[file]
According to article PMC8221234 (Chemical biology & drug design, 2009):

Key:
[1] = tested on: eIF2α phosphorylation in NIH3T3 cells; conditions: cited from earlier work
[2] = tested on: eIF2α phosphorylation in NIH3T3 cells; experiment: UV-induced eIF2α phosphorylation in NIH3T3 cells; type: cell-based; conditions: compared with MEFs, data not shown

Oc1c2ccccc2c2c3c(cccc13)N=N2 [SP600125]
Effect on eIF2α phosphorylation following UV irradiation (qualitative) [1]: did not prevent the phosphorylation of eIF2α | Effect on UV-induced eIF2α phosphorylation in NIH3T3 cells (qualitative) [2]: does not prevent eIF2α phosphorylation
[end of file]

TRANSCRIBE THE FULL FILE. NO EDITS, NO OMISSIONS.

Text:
According to article PMC8221234 (Chemical biology & drug design, 2009):

Key:
[1] = tested on: eIF2α phosphorylation in NIH3T3 cells; conditions: cited from earlier work
[2] = tested on: eIF2α phosphorylation in NIH3T3 cells; experiment: UV-induced eIF2α phosphorylation in NIH3T3 cells; type: cell-based; conditions: compared with MEFs, data not shown

Oc1c2ccccc2c2c3c(cccc13)N=N2 [SP600125]
Effect on eIF2α phosphorylation following UV irradiation (qualitative) [1]: did not prevent the phosphorylation of eIF2α | Effect on UV-induced eIF2α phosphorylation in NIH3T3 cells (qualitative) [2]: does not prevent eIF2α phosphorylation